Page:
The Rev. Chris Caldwell has no problem with the fundamentalist Christian ministry Answers in Genesis (AiG) spreading its message – but he sees no reason why he should have to pay for it.
That’s why Caldwell, pastor of Broadway Baptist Church in Louisville, Ky., joined with Americans United March 30 in an attempt to legally intervene in a lawsuit dealing with possible taxpayer funding of AiG.
The Fayette Circuit Court ruled this week that a Lexington, Ky.-based T-shirt printing company did not break the law when it refused to make shirts for the Gay and Lesbian Services Organization (GLSO).
GLSO had intended to use the shirts in the city’s 2012 Pride Festival, and filed a complaint against the company with the Lexington-Fayette Urban County Government Human Rights Commission. The Commission ruled in GLSO’s favor, but Monday’s decision overturns that ruling.
After years of complaints by Americans United about Kentucky’s ongoing taxpayer assistance for Ark Encounter, a Christian fundamentalist theme park being built by the creationist ministry Answers in Genesis (AiG), state officials finally got the message.
Officials in Kentucky have decided not to grant $18 million in tax incentives to a fundamentalist theme park called “Ark Encounter” that promotes creationist ideas and biblical literalism.
That’s good news.
The bad news is that this project was ever considered a suitable candidate for public support. For years, the so-called “Ark Park,” a project of the fundamentalist ministry Answers in Genesis (AiG), appeared to be sailing smoothly toward a taxpayer-funded windfall. That should not have happened.
Eleven legislative rooms in the Kentucky Statehouse will display signs reading “In God We Trust” thanks to a private donor.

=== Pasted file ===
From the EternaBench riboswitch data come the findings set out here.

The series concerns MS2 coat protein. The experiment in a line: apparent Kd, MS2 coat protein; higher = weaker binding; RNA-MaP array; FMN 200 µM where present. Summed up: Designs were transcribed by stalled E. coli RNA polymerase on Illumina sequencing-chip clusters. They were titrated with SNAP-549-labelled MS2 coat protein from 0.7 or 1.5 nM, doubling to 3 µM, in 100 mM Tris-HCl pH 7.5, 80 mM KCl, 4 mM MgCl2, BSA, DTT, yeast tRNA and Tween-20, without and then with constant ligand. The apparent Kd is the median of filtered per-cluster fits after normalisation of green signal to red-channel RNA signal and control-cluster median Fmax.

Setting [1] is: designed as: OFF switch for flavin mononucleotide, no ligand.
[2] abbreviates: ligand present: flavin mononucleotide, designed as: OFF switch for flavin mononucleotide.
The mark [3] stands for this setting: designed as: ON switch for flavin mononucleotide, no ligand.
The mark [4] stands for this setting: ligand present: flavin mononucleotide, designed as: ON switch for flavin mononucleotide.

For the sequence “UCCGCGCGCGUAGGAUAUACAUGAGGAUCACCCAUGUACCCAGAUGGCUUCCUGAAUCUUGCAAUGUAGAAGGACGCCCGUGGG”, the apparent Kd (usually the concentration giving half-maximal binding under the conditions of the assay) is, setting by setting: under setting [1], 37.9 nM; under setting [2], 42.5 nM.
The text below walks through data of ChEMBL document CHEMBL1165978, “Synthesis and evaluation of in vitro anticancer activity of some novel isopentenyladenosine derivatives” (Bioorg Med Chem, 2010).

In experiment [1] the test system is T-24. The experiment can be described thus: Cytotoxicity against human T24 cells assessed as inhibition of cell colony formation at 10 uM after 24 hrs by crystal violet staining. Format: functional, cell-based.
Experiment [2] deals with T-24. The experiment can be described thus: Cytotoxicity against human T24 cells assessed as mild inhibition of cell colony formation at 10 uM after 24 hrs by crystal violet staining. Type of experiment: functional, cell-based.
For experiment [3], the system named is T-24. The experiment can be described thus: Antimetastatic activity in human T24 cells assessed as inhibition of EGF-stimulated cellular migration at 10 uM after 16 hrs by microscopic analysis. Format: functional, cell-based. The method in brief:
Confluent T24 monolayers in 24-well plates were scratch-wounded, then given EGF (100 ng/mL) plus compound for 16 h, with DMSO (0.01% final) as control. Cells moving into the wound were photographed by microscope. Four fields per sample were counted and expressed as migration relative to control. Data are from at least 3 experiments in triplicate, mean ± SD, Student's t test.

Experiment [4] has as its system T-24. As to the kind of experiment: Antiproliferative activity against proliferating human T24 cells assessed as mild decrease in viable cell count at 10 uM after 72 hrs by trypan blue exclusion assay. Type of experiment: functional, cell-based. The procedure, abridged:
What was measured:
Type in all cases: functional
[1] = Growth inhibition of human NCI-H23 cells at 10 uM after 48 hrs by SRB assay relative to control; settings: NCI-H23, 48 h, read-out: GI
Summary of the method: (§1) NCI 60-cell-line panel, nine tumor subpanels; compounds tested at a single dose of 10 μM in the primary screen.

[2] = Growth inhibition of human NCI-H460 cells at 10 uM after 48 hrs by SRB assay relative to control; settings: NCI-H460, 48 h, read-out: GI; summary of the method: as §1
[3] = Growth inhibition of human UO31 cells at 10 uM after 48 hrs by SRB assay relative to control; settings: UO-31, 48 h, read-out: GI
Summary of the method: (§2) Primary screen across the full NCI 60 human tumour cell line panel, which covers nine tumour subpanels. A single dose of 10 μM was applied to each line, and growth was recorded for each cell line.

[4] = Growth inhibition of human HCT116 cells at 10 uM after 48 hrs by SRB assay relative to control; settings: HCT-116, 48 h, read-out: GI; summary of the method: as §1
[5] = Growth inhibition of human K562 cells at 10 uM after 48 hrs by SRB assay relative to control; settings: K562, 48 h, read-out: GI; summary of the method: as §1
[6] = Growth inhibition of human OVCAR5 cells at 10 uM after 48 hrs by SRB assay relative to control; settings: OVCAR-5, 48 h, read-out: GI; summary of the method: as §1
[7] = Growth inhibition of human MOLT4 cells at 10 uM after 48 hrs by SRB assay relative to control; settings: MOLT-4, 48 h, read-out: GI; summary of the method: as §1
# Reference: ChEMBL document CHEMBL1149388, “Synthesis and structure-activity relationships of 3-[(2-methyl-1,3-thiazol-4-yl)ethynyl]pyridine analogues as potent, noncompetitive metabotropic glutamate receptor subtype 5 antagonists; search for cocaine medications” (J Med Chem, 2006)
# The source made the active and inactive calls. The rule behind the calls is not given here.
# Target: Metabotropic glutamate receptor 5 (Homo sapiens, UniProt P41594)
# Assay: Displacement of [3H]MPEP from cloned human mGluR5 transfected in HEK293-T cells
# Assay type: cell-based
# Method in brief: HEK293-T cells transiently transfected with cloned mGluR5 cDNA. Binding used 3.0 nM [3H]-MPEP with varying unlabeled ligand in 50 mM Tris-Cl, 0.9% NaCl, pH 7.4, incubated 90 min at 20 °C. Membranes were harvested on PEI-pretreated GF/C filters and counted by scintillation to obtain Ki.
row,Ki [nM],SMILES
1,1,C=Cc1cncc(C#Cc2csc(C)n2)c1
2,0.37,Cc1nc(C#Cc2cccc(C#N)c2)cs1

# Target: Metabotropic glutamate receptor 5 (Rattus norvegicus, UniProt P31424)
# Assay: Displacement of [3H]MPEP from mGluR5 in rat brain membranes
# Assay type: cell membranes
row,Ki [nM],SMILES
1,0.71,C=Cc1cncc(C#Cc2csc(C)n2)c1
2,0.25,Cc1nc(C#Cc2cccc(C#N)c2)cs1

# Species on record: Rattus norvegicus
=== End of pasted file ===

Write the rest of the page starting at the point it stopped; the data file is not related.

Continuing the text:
The Lexington Herald-Leader reports that the signs are a temporary measure, and they will eventually be replaced by permanent displays that will show an updated version of the state seal in addition to the national motto. The Kentucky legislature passed a measure calling for the signs in 2006.
Kentucky Senate President, Robert Stivers (R-Manchester) gave an explicitly sectarian rationale for the measure.
As this issue of Church & State went to press, officials in Kentucky announced that they will not offer tax incentives to a controversial theme park proposed by the creationist ministry Answers in Genesis. The officials said giving tax aid to the evangelistic park would violate the separation of church and state.
Look for more details in the February issue of Church & State.
A proposed theme park based on the story of Noah’s Ark will not receive tax incentives from the state of Kentucky, officials announced today.
Americans United for Separation of Church and State hailed the move.
“This project was never a good candidate for public funding,” said the Rev. Barry W. Lynn, executive director of Americans United. “Its purpose is to promote fundamentalist Christianity, and it should be funded with private contributions from believers.”
I’ve lived in the Washington, D.C., suburbs since 1986, so when it comes to museums, I am spoiled. Just a short subway ride away is the National Mall, lined with the Smithsonian museums. They are an incredible national treasure.
When I’m traveling, I try to take some time to visit local museums as well. When my children were younger, we never missed a science museum. Several cities have them now. Not only are science museums a great educational resource, they can also be a significant income generator for communities.